What People Teach Us: Muhammad Ali — Free To Be What I Want
Every so often society endures the passing of an icon–someone whose absence makes the world feel like it’s lost a bit of its luster and faded in energy.
These icons are people who seemed to not only stray from the script of what society expected of them, but took the script, incinerated it, and set out to lay out their own path for others to follow, should they choose, making all to feel welcome to do so. These icons, such as Mother Theresa, Gandhi, and Nelson Mandela, for example, called on all of us, through the generations, to come forward and make life better for ourselves by making life better for our fellow man and woman. They espoused the idea of service to others.
Muhammad Ali was one of these icons.
“I know where I’m going and I know the truth, and I don’t have to be what you want me to be. I’m free to be what I want.” –Muhammad Ali
Although traditionally more aggressive than the others mentioned by the nature of his profession, his message was just as powerful as it evolved through his decades, from his stand against the establishment in the time of civil rights and war, to the humanitarian causes he championed later in his life, in spite of his debilitation brought on by Parkinson’s Disease.
Through classic video clips, documentaries, and movies, younger generations learned how caustic he could be with his words, doing verbal laps around those with whom he disagreed and whom he would cut down to size in the ring in his prime. There were so many great messages, though, as he shifted from using his words to goad his appointments to making statements against the oppression and injustices he witnessed in society. He knew he had the attention of the world and a voice for the people.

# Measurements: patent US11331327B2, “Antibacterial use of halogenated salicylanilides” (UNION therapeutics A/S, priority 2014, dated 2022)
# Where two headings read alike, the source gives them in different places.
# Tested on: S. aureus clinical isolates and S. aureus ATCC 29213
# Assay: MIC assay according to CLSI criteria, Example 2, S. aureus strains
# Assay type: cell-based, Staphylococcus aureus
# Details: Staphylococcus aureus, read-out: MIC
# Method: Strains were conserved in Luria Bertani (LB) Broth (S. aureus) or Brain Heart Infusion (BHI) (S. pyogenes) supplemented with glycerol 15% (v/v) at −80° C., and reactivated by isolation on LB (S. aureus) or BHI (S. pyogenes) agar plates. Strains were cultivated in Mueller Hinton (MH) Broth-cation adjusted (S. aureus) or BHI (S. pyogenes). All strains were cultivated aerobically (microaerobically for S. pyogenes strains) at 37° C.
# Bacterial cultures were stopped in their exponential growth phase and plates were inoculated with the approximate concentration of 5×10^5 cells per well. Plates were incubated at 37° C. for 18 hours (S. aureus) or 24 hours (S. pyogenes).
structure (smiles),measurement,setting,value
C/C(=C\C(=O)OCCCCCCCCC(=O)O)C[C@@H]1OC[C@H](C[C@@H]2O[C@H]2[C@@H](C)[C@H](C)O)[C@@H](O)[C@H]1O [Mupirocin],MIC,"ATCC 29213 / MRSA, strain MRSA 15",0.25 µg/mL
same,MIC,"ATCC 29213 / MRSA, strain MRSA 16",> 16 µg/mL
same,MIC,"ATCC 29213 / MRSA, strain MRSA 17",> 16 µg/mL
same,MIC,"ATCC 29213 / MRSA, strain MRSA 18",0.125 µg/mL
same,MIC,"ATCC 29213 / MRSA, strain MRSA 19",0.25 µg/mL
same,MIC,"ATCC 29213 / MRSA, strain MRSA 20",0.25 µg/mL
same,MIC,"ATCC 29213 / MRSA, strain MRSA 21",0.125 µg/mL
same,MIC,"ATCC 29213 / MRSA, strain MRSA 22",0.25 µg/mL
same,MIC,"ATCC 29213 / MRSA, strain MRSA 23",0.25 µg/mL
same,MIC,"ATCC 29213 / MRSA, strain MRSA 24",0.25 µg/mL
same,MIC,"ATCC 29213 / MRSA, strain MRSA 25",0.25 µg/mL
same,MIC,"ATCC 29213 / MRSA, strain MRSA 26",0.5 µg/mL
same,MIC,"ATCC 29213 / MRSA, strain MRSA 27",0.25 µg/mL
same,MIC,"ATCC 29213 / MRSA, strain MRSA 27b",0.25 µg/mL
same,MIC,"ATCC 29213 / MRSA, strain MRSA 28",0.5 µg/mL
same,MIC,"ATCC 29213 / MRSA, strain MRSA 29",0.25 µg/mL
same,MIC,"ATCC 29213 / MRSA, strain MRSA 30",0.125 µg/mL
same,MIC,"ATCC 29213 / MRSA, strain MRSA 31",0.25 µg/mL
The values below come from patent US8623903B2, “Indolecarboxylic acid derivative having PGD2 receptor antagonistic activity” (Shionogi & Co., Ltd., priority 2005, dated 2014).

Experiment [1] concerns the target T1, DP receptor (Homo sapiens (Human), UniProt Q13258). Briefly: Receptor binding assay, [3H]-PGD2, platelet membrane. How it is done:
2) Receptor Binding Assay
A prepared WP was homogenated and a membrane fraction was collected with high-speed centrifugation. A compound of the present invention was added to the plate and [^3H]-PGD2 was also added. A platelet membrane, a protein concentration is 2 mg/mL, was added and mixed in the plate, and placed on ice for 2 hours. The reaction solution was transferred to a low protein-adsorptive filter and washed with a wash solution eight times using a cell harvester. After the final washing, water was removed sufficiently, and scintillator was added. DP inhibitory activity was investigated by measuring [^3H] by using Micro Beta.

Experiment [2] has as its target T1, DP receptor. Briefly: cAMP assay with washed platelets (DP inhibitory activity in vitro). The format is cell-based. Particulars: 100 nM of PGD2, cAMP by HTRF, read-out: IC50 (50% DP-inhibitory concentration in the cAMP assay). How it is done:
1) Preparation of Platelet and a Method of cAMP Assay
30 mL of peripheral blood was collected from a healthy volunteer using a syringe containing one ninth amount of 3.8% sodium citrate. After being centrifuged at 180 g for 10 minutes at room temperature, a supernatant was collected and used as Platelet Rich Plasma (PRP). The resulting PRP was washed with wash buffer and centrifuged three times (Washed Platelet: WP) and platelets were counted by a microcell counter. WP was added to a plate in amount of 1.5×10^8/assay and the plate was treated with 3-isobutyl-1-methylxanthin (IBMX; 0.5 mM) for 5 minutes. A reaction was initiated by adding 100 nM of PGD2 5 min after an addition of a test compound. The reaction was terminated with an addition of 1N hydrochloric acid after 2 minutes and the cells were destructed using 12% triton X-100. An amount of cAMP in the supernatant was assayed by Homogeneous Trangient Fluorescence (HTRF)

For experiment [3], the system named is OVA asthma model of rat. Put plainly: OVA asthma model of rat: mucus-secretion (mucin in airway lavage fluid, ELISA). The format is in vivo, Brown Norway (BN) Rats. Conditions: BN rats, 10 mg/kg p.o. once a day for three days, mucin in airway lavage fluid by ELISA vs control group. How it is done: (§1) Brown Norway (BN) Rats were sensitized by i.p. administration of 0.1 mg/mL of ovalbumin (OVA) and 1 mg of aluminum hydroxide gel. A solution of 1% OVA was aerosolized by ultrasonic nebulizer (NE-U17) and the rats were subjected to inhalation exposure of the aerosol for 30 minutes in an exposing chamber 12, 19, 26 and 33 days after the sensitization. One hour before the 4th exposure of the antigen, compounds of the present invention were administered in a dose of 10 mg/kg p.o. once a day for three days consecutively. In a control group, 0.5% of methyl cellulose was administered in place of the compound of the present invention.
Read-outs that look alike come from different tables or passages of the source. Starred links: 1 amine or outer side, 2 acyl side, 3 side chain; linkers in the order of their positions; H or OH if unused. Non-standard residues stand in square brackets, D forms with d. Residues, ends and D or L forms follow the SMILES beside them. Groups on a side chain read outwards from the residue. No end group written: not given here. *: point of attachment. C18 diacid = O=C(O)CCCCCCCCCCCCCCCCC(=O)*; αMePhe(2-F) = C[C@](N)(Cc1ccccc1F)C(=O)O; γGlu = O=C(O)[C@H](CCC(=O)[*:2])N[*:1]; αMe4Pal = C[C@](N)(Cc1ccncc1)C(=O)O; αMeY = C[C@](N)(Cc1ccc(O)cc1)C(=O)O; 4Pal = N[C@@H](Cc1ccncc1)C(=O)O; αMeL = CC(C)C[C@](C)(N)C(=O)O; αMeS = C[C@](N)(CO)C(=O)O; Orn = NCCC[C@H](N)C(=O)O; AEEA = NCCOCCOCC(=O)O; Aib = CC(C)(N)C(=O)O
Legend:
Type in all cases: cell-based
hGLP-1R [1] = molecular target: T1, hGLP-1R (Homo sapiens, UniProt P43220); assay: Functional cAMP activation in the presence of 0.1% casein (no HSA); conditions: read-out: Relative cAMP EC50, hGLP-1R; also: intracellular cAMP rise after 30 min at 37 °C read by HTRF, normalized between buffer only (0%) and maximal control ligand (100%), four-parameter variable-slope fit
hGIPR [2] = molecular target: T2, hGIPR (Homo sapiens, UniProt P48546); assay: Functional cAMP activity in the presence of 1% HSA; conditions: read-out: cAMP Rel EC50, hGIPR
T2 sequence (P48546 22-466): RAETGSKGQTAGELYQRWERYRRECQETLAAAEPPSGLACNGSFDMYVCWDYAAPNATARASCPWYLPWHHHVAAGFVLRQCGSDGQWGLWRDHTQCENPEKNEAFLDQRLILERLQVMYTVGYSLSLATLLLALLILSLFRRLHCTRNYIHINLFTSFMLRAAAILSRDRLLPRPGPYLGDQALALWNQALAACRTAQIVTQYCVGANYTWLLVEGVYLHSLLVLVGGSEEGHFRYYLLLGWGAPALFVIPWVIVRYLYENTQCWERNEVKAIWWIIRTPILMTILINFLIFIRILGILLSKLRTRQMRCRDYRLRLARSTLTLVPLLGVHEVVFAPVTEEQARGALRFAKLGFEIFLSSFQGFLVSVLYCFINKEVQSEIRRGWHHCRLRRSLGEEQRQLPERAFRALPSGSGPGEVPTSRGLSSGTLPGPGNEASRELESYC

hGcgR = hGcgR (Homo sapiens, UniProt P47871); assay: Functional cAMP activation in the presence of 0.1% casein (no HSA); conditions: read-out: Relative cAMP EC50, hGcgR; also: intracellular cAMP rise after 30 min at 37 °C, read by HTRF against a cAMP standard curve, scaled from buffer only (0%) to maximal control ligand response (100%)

There were so many messages for all of us to take away from his words. Where to begin? Everyone must have their favorites.
“What you’re thinking is what you’re becoming.” –Muhammad Ali
The ones that stand out are those in which he references both the power and self-limitations of the individual. One only need to read through his quotes to see that undercurrent of a theme in his words.
We should all draw inspiration from his words.
Will we have the world’s attention at the level he did? No.
Can we make a difference one person at a time in our environment with just as much passion, reassurance, and support as he had? Of course.
“Service to others is the rent you pay for your room here on earth.” –Muhammad Ali
So…What About You?
- Which words strike you the most?
- How can you put those into practice?
- Do his words change the way or influence the way in which you view “service to others?”